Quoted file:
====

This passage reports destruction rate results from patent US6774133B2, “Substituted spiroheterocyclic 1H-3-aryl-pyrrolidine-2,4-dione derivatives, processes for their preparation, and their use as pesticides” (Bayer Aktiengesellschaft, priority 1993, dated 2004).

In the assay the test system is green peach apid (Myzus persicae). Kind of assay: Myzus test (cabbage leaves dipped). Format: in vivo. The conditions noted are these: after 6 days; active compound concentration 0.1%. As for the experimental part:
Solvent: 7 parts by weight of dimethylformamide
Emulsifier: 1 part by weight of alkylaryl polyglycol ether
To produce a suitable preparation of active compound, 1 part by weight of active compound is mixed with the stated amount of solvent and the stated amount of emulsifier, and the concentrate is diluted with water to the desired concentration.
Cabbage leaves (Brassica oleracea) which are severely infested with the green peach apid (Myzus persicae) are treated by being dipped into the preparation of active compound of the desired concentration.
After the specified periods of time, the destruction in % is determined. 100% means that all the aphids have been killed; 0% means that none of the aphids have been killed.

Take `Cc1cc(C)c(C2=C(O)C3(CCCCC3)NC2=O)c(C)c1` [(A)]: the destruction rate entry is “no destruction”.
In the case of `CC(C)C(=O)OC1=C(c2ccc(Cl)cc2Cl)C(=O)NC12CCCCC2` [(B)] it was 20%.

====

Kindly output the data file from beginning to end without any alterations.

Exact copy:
This passage reports destruction rate results from patent US6774133B2, “Substituted spiroheterocyclic 1H-3-aryl-pyrrolidine-2,4-dione derivatives, processes for their preparation, and their use as pesticides” (Bayer Aktiengesellschaft, priority 1993, dated 2004).

In the assay the test system is green peach apid (Myzus persicae). Kind of assay: Myzus test (cabbage leaves dipped). Format: in vivo. The conditions noted are these: after 6 days; active compound concentration 0.1%. As for the experimental part:
Solvent: 7 parts by weight of dimethylformamide
Emulsifier: 1 part by weight of alkylaryl polyglycol ether
To produce a suitable preparation of active compound, 1 part by weight of active compound is mixed with the stated amount of solvent and the stated amount of emulsifier, and the concentrate is diluted with water to the desired concentration.
Cabbage leaves (Brassica oleracea) which are severely infested with the green peach apid (Myzus persicae) are treated by being dipped into the preparation of active compound of the desired concentration.
After the specified periods of time, the destruction in % is determined. 100% means that all the aphids have been killed; 0% means that none of the aphids have been killed.

Take `Cc1cc(C)c(C2=C(O)C3(CCCCC3)NC2=O)c(C)c1` [(A)]: the destruction rate entry is “no destruction”.
In the case of `CC(C)C(=O)OC1=C(c2ccc(Cl)cc2Cl)C(=O)NC12CCCCC2` [(B)] it was 20%.